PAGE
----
It is a simple fact that more dogs in the UK today are overweight to some extent than are at a lean, healthy weight, and the canine obesity epidemic has become so pronounced that many dog owners cannot objectively recognise a healthy weight lean dog, because we have been so conditioned over time to think that slightly overweight is actually normal.
Obesity and carrying too much excess weight has large potential health implications for dogs, and can contribute to or directly cause a range of illnesses and health problems in dogs as they get a little older. This holds true for small and toy dog breeds just as much as it does for larger breeds – but it is also much harder to tell when a very small dog is overweight, as well as harder to get the balance right between feeding too much and too little.
Because the Yorkshire terrier is one such small breed and also, because they are very popular as lap dogs and pampered pets, they can be one of the most challenging breeds to feed appropriately and to match their activity levels to their diets. Additionally, given the small size of the breed as a whole, there is quite a variety of different sizes and weights of Yorkshire terriers that all fall within the normal or healthy range, depending on the general size of your dog.
If you own a Yorkshire terrier and want to know how much they should weigh, or if you are unsure how to tell if your dog’s weight and build is healthy or a little too fat or lean, this article will share some guidance to help you out. Read on to learn more.
The breed standard and breed guidance for the Yorkshire terrier states that dogs of the breed can weigh up to 7lb/3.2kg, and 4-7lb is around the average for most dogs of the breed.
However, when you consider the fact that a 7lb Yorkie will be almost twice the weight of a 4lb Yorkie, even though the numbers in question are small, that is still a significant degree of variance.
Dogs above this average weight range within the breed are not uncommon either, and taller, longer-bodied Yorkshire terriers may potentially weigh well over 7lb, approaching the 10lb range or even closer to 15lb in some cases.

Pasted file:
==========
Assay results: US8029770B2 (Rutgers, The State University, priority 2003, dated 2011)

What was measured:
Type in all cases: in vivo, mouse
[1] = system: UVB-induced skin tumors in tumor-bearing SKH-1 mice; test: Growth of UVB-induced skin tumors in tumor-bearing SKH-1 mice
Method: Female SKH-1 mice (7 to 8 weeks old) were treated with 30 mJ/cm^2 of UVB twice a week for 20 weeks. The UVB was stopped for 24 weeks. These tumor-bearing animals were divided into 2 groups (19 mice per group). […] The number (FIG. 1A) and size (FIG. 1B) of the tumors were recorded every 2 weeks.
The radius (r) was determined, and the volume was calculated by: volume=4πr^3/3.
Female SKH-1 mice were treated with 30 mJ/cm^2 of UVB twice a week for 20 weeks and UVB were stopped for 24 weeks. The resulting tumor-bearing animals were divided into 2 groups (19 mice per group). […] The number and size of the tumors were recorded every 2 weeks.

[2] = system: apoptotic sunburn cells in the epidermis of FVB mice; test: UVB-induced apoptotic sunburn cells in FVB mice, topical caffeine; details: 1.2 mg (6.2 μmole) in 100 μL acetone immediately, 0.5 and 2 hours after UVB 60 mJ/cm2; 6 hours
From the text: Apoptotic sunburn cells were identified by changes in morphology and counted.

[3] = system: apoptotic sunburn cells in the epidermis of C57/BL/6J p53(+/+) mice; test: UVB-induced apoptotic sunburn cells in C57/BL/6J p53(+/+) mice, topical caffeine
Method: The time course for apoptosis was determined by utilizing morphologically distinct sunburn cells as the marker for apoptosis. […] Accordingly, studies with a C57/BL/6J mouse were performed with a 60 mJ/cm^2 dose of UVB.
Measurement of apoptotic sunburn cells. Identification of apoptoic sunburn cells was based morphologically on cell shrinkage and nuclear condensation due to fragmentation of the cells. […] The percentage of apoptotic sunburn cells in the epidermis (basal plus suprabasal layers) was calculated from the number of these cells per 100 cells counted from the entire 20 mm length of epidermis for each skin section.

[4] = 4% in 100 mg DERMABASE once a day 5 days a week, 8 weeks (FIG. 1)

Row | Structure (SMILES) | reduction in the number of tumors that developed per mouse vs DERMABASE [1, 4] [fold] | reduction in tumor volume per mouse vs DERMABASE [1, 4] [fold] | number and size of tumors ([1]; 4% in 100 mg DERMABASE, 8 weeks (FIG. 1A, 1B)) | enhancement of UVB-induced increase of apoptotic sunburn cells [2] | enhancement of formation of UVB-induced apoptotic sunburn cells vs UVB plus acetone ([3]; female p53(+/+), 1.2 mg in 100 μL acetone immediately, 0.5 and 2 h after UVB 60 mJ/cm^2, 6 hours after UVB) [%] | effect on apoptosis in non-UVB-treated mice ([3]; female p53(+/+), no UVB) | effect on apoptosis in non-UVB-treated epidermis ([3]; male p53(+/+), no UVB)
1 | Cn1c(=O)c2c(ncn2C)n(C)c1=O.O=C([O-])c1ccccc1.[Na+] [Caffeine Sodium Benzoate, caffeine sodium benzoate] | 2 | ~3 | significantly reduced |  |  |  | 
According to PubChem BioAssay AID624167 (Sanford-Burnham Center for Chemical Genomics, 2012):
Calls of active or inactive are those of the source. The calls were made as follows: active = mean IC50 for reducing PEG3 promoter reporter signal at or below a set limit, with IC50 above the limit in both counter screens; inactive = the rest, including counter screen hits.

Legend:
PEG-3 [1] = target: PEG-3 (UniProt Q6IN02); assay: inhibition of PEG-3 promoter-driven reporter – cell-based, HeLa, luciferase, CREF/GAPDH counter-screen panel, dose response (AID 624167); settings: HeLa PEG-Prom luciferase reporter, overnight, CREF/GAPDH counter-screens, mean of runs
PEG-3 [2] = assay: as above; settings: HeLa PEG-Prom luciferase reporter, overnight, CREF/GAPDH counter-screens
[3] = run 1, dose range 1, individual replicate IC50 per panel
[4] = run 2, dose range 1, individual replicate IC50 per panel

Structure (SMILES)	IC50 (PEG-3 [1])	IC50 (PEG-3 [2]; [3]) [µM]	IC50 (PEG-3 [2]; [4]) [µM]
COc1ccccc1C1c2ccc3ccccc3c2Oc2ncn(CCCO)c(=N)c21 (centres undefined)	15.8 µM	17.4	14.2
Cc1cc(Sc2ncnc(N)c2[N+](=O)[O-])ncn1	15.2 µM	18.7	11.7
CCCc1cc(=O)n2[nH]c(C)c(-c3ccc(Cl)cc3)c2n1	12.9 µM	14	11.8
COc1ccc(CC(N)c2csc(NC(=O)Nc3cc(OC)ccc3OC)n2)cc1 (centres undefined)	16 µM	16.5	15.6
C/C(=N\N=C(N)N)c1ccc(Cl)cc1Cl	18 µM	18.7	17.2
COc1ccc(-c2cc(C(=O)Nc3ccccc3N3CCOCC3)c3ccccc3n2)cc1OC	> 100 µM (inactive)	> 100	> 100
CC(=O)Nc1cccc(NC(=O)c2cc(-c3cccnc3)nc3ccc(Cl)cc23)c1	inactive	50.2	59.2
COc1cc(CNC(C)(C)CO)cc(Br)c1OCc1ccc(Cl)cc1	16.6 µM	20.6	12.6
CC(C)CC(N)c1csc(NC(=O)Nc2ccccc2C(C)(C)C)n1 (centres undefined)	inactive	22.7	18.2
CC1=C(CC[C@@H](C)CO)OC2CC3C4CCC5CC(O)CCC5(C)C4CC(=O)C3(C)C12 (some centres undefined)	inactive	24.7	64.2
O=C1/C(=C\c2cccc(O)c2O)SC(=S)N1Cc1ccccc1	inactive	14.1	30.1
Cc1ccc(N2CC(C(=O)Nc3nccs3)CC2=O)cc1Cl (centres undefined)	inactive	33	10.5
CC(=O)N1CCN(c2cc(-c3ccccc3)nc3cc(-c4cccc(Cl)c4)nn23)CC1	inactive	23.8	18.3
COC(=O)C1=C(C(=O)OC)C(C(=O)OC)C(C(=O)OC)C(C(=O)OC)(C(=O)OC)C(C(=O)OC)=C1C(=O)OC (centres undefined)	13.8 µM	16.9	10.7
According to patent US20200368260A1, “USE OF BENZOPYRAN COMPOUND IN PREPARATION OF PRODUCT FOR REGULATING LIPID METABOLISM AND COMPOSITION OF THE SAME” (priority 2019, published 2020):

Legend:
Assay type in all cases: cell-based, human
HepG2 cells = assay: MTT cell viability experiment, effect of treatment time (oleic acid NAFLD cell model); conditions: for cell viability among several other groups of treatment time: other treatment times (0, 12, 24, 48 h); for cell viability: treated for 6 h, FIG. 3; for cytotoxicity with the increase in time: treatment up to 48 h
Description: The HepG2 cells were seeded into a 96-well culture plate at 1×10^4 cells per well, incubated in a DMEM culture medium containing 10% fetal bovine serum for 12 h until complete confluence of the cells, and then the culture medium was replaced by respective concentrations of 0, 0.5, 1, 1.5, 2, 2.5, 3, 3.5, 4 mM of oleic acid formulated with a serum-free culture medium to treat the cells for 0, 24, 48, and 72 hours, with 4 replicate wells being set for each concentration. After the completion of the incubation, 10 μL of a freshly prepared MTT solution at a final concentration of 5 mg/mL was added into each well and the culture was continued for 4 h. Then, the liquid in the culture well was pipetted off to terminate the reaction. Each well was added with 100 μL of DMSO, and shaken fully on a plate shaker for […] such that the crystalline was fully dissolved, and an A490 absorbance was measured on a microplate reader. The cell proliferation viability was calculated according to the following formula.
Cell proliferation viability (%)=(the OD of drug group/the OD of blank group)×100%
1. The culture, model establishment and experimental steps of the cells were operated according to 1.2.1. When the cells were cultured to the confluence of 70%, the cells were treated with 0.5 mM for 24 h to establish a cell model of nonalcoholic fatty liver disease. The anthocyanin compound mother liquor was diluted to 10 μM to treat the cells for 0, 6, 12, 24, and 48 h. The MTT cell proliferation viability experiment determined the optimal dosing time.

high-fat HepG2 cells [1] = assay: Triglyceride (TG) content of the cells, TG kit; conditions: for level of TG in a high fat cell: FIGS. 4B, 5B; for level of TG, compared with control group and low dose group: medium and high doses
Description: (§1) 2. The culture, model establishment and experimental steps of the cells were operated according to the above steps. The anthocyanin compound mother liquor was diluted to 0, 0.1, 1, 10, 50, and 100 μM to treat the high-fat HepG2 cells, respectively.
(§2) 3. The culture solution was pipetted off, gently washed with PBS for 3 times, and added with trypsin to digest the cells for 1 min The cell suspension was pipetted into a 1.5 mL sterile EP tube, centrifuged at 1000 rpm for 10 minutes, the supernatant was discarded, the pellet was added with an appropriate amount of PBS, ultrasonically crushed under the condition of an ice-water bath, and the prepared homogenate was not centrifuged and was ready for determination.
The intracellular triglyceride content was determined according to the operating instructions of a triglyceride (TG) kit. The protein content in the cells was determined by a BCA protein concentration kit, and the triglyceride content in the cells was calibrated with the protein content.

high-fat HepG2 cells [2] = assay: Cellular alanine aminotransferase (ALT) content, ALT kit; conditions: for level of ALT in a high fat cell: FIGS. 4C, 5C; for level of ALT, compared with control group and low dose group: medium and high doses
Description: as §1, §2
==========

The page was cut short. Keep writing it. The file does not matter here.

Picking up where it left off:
However, for a pedigree Yorkshire terrier even at the taller and larger end of the size spectrum, weighing over 10lb probably means that the dog is overweight, although there will of course always be some exceptions.
An adult Yorkshire terrier should not weigh less than around 4lb, and those that weigh around 4lb are the very smallest dogs of the breed, including teacup Yorkies. Dogs that weigh under 4lb are apt to be more prone to feeling the cold and being rather more fragile in terms of their propensity to pick up minor ills and generally, not be very robust.
Determining whether or not your Yorkshire terrier’s weight is appropriate for them given the range of variance in play can be a challenge, and every dog is different. There is no standard formula of weight to height ratio to work with, which means owners have to rely upon physical examination and how the dog looks to determine their appropriate weight – which can be very subjective!
Your dog should not be obviously overweight or padded with fat, but neither should they look too scrawny either, and their ribs and other bones should not be obvious when you look at them. However, when you run your hand lightly along your dog’s flanks, you should still be able to feel their ribs very subtly, without having to place a lot of pressure.
If you can just about feel your dog’s ribs but not see them prominently, they are probably within a healthy weight range.
Even minor weight fluctuations in such a small breed can be quite acute in terms of how this affects the dog, so it is a good idea to weigh them every couple of months to look out for any changes. Dogs’ weights to fluctuate slightly throughout the year, which for a very large Yorkie might mean gaining and losing a pound or so over the year, but for a petite Yorkie, the difference may be measurable in ounces rather than pounds.
To weigh your Yorkie with the minimum amount of hassle and maximum accuracy, you can pick them up and stand on the scale with them – record the weight of you and your dog combined, then put the dog down and weigh yourself, and deduct this figure from the original one to get your dog’s own weight. Always use the same scale each time, or ask your vet to weigh them in the clinic.
Many Yorkshire terriers are fed the right amount of food for their size – but this can be hard to judge without measuring the food, as it is easy to pour a little too much food into the bowl when dealing with a very small dog. However, exercise and fitness are also integral parts of weight control and good health, and so you should ensure that your dog gets enough exercise and activity, and is not simply piling on the pounds due to a sedentary lifestyle.